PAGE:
Finding Dentist Data Doesn't Have to Be Like Pulling Teeth

robert.niles@latimes.com

Stressed about visiting the dentist?

Don't be. A quick online check can calm fears about a dentist's basic qualifications.

Start with the California Dental Board's Web site, at http://www.dbc.ca.gov/License.html, to check whether a dentist is licensed to practice in the state.

"The information is more user-accessible now than it was before," said Jeffrey Wall, chief of the Dental Board's enforcement program. "People had to know who we were and how to call to get the information. Now, the information is available 24/7 right there on the Web site."

Click on the Dental License link, located toward the bottom of the page, to search dentists by name or location. The names of licensed dentists will show up on the results screen, along with the dentist's current address and license status. Note that dentists whose licenses are inactive or have been canceled will show up in the search results, along with those whose licenses are active, or "clear."

If there is a "Yes" in the column labeled "Actions?" on the right side of the page, that means the dental board has taken disciplinary action against that dentist. Click on the dentist's name to get more details. The curious will need to contact the dental board offline to get a full report.

Don't stop with the dentist. In most dental offices, hygienists spend the most time in a patient's mouth. License and discipline records for hygienists and dental assistants can be checked online as well.

Unfortunately, the link to that search page is located deep within the California Department of Consumer Affairs Web site at http://www.dca.ca.gov/r_r.

The search uses a form identical to the dentist search and returns results the same way, although these pages don't list addresses.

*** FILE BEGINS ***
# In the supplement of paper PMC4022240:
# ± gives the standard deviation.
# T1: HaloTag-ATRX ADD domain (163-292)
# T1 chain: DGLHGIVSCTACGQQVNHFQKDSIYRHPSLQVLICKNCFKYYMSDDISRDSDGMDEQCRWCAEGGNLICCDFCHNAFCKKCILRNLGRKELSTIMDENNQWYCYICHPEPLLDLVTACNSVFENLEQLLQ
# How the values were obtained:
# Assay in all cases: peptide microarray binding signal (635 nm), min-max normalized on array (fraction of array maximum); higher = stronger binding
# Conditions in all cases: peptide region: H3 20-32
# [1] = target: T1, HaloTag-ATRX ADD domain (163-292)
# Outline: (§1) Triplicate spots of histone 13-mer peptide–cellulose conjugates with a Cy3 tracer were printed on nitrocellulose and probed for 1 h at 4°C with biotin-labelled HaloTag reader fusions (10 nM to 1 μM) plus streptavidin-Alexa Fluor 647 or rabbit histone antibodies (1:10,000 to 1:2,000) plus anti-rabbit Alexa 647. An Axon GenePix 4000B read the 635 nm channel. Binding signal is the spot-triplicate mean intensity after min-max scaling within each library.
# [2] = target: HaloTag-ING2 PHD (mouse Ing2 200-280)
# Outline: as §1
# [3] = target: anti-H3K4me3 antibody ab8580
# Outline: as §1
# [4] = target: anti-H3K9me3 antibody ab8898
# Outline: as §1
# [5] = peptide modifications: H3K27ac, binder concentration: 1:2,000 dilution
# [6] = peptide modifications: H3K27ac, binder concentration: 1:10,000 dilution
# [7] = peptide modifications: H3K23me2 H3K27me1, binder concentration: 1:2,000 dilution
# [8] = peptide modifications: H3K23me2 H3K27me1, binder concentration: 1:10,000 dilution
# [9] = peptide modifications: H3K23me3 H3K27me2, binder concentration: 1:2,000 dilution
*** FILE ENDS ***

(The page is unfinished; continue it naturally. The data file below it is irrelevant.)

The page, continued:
Patients outside of California can find links to other states' dental boards on the American Assn. of Dental Examiners' Web site, at http://www.aadexam.org/links.htm.

Of course, being licensed is the minimum requirement to practice.

The American Dental Assn. offers an online directory of its more than 100,000 members at http://www.ada.org/public/directory. The ADA's site is useful for finding dentists recognized by the ADA as specialists in one of the association's eight specialty areas, from oral surgery to pediatric dentistry.

Prospective patients can search for a dentist by location, name and specialty. On the results pages, users can click on a dentist's name to get a map of the office location.

The Academy of General Dentistry's Web site offers another option. Dentists who join the AGD are required to complete a set amount of extra, ongoing training each year.

Unfortunately, the AGD's member directory (http://www.agd.org/consumer/consumersearch.html) can be frustrating to use, especially for patients in larger cities. The site returns a random selection of as many as six matches for each search, forcing patients who want to find all academy members in their city to resubmit their search several times to see them all.

Finally, the biggest dental expense many families face is paying for braces. Orthodontists can be found at the American Dental Assn.'s site or at the American Board of Orthodontics' site, at http://www.americanboardortho.com/directory.

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Robert Niles is a producer for Latimes.com.

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